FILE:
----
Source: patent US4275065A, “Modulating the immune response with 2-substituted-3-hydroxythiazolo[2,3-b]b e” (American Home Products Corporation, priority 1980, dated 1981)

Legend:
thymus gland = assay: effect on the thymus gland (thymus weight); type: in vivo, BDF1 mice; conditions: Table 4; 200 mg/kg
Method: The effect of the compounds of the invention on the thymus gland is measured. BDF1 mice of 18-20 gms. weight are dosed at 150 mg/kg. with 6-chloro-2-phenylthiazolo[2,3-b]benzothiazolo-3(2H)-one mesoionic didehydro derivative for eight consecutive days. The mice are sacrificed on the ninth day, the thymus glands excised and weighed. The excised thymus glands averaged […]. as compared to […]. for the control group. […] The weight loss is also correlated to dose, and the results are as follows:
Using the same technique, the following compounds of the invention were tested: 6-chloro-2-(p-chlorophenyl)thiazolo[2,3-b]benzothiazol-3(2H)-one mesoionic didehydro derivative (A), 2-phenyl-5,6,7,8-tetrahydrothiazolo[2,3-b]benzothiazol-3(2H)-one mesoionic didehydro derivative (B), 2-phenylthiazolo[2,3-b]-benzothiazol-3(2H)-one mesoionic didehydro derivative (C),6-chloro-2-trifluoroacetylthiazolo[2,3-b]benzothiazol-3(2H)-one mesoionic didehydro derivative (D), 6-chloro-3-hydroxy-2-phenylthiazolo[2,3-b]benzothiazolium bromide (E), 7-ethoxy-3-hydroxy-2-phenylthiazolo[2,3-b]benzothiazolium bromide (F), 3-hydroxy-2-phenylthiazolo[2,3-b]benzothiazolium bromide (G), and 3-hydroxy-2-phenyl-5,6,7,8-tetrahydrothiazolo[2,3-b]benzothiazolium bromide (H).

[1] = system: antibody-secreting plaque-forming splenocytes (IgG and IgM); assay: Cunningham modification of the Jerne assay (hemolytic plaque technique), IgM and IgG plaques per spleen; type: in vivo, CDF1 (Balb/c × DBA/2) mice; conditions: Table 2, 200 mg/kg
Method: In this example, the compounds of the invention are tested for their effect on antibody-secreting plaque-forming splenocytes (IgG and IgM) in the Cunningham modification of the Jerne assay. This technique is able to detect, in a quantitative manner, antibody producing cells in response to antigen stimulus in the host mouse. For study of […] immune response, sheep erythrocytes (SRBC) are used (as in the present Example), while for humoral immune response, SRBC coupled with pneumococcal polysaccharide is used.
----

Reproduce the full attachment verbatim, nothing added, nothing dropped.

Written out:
Source: patent US4275065A, “Modulating the immune response with 2-substituted-3-hydroxythiazolo[2,3-b]b e” (American Home Products Corporation, priority 1980, dated 1981)

Legend:
thymus gland = assay: effect on the thymus gland (thymus weight); type: in vivo, BDF1 mice; conditions: Table 4; 200 mg/kg
Method: The effect of the compounds of the invention on the thymus gland is measured. BDF1 mice of 18-20 gms. weight are dosed at 150 mg/kg. with 6-chloro-2-phenylthiazolo[2,3-b]benzothiazolo-3(2H)-one mesoionic didehydro derivative for eight consecutive days. The mice are sacrificed on the ninth day, the thymus glands excised and weighed. The excised thymus glands averaged […]. as compared to […]. for the control group. […] The weight loss is also correlated to dose, and the results are as follows:
Using the same technique, the following compounds of the invention were tested: 6-chloro-2-(p-chlorophenyl)thiazolo[2,3-b]benzothiazol-3(2H)-one mesoionic didehydro derivative (A), 2-phenyl-5,6,7,8-tetrahydrothiazolo[2,3-b]benzothiazol-3(2H)-one mesoionic didehydro derivative (B), 2-phenylthiazolo[2,3-b]-benzothiazol-3(2H)-one mesoionic didehydro derivative (C),6-chloro-2-trifluoroacetylthiazolo[2,3-b]benzothiazol-3(2H)-one mesoionic didehydro derivative (D), 6-chloro-3-hydroxy-2-phenylthiazolo[2,3-b]benzothiazolium bromide (E), 7-ethoxy-3-hydroxy-2-phenylthiazolo[2,3-b]benzothiazolium bromide (F), 3-hydroxy-2-phenylthiazolo[2,3-b]benzothiazolium bromide (G), and 3-hydroxy-2-phenyl-5,6,7,8-tetrahydrothiazolo[2,3-b]benzothiazolium bromide (H).

[1] = system: antibody-secreting plaque-forming splenocytes (IgG and IgM); assay: Cunningham modification of the Jerne assay (hemolytic plaque technique), IgM and IgG plaques per spleen; type: in vivo, CDF1 (Balb/c × DBA/2) mice; conditions: Table 2, 200 mg/kg
Method: In this example, the compounds of the invention are tested for their effect on antibody-secreting plaque-forming splenocytes (IgG and IgM) in the Cunningham modification of the Jerne assay. This technique is able to detect, in a quantitative manner, antibody producing cells in response to antigen stimulus in the host mouse. For study of […] immune response, sheep erythrocytes (SRBC) are used (as in the present Example), while for humoral immune response, SRBC coupled with pneumococcal polysaccharide is used.